This week's stories | Home Page
Issue Date:  September 24, 2004

By Mitri Raheb
Fortress Press, 156 pages, $10.40
Tales of hope and resistance from the Holy Land


The sufferings of the Palestinians under Israeli occupation can be endlessly described in terms of broad statistics: the numbers of the killed and injured, the number of days under curfew, the difficulties crossing checkpoints to get to jobs, hospitals or school, the numbers of demolished houses, uprooted trees and confiscated land, and finally the “wall,” which is cutting Palestinians off from land, water and access to basic services, confining them in small ghettos. But it is hard to understand what all this means without seeing and experiencing it for oneself.

I have taken many delegations to Palestine so that people from the West come to understand this directly. Invariably people are stunned by the utter oppressiveness of these policies. Such visits become more difficult, however, as Israelis tell Westerners that they are not allowed to visit the West Bank, even areas near Jerusalem such as Bethlehem, “because it is too dangerous.” Let me assure anyone interested in such a trip that going to Bethlehem is not dangerous. What it is is a world the Israelis don’t want you to see.

Short of a personal visit, perhaps the best way to understand what occupation means for Palestinians is a well-crafted video or book that tells the stories of what everyday life is like under occupation. One such book is the recent volume by Mitri Raheb, pastor of Christmas Lutheran Church in Bethlehem, Bethlehem Besieged: Stories of Hope in Times of Trouble. A delegation that I led to Palestine last January was based primarily at and organized by the International Center of Christmas Church in Bethlehem, with many of our sessions led by Pastor Raheb. So I had heard many of the stories and had seen many of the aftereffects of the events described in this book. Yet reading this volume brought this reality back to me with great poignancy.

Bethlehem was under direct siege by Israeli troops for 40 days in spring 2002. Daily curfew continued for four months, confining the 135,000 members of the Bethlehem region to their houses, with brief respites to shop. During the siege, much of the work of the Bethlehem community to refurbish their city for what they hoped would be new tourism in 2000 was destroyed, and Bethlehem itself was made largely inaccessible to the outside world.

This pattern of seeking to cut off Bethlehem and the West Bank as a whole continues and worsens today with the building of the wall, in effect seeking to strangle the communities thus confined to their small areas. The purpose of this isolation has little to do with “security,” the official rationale. As one Palestinian told us ironically, “Terrorists don’t go by checkpoints.” Rather the goal is ethnic cleansing, making daily life so impossible that more and more Palestinians will give up and leave.

Raheb’s ministry includes a quiet but steady effort to defeat this agenda, to help his community, Christian and Muslim, not to lose hope. As he says in the introduction, to tell one’s stories by writing such a book is a primary act of nonviolent resistance, the refusal to be silenced. This entails more than simply refusing to give up and leave. It also demands the creative transformation of oppression. It means to refuse to dehumanize those who dehumanize you, to refuse to make Israelis into enemies, to refuse to stop dreaming of living together as friends and neighbors.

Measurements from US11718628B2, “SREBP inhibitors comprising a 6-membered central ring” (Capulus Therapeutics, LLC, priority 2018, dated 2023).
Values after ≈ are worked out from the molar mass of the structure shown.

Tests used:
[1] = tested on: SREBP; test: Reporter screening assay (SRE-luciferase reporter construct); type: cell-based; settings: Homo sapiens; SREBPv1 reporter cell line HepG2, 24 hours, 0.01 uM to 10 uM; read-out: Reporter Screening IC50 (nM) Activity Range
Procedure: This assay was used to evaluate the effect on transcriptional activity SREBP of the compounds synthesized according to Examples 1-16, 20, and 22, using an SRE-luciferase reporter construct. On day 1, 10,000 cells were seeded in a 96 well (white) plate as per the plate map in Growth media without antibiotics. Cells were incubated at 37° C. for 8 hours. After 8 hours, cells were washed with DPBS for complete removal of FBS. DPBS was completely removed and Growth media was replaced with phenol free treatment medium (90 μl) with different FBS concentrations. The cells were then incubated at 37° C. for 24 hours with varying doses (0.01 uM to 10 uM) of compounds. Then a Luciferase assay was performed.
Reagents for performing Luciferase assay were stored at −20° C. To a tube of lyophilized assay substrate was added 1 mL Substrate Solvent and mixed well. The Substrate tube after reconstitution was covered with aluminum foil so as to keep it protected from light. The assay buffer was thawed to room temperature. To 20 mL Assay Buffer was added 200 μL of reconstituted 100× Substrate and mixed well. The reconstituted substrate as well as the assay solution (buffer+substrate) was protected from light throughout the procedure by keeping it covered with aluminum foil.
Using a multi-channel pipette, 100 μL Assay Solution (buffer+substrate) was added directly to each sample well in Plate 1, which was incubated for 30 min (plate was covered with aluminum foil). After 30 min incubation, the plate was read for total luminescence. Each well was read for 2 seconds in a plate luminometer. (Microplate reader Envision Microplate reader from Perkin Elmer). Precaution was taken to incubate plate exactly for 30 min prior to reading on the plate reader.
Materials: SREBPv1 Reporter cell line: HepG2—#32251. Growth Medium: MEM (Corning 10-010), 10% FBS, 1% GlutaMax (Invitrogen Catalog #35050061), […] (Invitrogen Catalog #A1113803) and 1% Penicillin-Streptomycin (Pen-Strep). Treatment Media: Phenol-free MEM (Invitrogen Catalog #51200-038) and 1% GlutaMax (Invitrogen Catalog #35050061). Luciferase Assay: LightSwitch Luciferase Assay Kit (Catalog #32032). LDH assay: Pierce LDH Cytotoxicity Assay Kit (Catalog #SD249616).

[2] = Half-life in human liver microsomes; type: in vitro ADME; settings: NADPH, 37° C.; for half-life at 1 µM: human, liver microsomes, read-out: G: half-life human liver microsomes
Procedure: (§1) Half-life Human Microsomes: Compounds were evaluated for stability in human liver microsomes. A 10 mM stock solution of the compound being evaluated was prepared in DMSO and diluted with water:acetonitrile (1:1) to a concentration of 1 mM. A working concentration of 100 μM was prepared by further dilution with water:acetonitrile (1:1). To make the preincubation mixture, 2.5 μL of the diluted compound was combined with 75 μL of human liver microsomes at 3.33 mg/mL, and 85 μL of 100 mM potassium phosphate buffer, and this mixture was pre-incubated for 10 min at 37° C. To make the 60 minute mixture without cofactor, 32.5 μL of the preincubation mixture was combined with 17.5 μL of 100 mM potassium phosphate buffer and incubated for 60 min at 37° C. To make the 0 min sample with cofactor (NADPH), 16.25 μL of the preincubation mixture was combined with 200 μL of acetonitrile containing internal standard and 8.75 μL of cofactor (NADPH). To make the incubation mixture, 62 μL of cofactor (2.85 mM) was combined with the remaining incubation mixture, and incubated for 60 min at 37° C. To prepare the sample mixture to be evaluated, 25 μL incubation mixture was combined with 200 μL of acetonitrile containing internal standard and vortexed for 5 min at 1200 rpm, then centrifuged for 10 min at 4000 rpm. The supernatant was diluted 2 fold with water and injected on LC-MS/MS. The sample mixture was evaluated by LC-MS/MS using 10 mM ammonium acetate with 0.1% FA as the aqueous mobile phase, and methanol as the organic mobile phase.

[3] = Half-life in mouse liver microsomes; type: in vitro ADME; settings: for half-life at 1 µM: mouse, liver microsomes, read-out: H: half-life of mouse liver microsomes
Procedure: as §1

During the siege of Bethlehem, the International Center of Christmas Church was itself occupied by 300 Israeli soldiers. They not only used it as a base to besiege the rest of the town, but they also did considerable wanton damage to the facilities, destroying most of the windows and doors, smashing computers, blowing holes in walls and floors. On one occasion 12 soldiers rampaged through Raheb’s office. Raheb went in clerical dress to talk to the soldiers. When he told them that he refused to turn them into enemies but wanted to relate to them as neighbors, the commanding officer abruptly told him to “shut up.” Only the direct intervention of the ambassadors from Sweden and Norway with Israeli Prime Minister Ariel Sharon got the soldiers to leave.

As soon as the soldiers left the church property, the people of Christmas Church began picking up the pieces. As an expression of creative transformation of the violence, some of the broken glass and spent bullets they picked up were turned into pieces for mosaics that depicted the occupation. Today the International Center is mostly rebuilt and is expanding into a center of hope for the whole community. The arts, music, theater and computer education allow people not only to express their experience but to communicate with others throughout the Palestinian region and the rest of the world, seeking to overcome the isolation imposed on them.

The stories Raheb tells in this book are not only about the victimization of Palestinians. More important, the stories are about the residents’ refusal to become victims, their insistence on renewing their capacity to be creative and hopeful human beings, and to reach out to others, most notably to Israelis, to reciprocate. It is a book that urgently needs to be read by those longing for signs of hope in what is surely one of the most troubled places on earth.

Rosemary Reuther is an NCR columnist and the Carpenter Professor of Feminist Theology at the Graduate Theological Union in Berkeley, Calif.

National Catholic Reporter, September 24, 2004

This Week's Stories | Home Page | Top of Page
Copyright  © The National Catholic Reporter Publishing  Company, 115 E. Armour Blvd., Kansas City, MO   64111
All rights reserved.
TEL:  816-531-0538     FAX:  1-816-968-2280   Send comments about this Web site to: